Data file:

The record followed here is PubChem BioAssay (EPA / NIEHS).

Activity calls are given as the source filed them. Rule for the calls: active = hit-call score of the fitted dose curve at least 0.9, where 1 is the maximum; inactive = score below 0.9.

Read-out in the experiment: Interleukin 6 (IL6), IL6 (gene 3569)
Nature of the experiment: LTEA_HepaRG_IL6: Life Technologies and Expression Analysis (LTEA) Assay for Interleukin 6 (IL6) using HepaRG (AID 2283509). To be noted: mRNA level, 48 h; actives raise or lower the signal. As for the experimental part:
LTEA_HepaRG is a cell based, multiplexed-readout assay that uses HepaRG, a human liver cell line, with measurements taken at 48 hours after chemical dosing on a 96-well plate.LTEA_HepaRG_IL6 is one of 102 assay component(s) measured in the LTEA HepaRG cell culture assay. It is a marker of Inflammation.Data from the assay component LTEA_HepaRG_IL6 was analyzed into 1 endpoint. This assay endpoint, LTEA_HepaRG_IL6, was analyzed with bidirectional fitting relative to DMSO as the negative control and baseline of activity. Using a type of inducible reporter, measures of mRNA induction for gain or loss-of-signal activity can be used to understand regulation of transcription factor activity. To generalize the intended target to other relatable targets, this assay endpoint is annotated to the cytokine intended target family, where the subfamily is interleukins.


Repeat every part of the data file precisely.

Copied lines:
The record followed here is PubChem BioAssay (EPA / NIEHS).

Activity calls are given as the source filed them. Rule for the calls: active = hit-call score of the fitted dose curve at least 0.9, where 1 is the maximum; inactive = score below 0.9.

Read-out in the experiment: Interleukin 6 (IL6), IL6 (gene 3569)
Nature of the experiment: LTEA_HepaRG_IL6: Life Technologies and Expression Analysis (LTEA) Assay for Interleukin 6 (IL6) using HepaRG (AID 2283509). To be noted: mRNA level, 48 h; actives raise or lower the signal. As for the experimental part:
LTEA_HepaRG is a cell based, multiplexed-readout assay that uses HepaRG, a human liver cell line, with measurements taken at 48 hours after chemical dosing on a 96-well plate.LTEA_HepaRG_IL6 is one of 102 assay component(s) measured in the LTEA HepaRG cell culture assay. It is a marker of Inflammation.Data from the assay component LTEA_HepaRG_IL6 was analyzed into 1 endpoint. This assay endpoint, LTEA_HepaRG_IL6, was analyzed with bidirectional fitting relative to DMSO as the negative control and baseline of activity. Using a type of inducible reporter, measures of mRNA induction for gain or loss-of-signal activity can be used to understand regulation of transcription factor activity. To generalize the intended target to other relatable targets, this assay endpoint is annotated to the cytokine intended target family, where the subfamily is interleukins.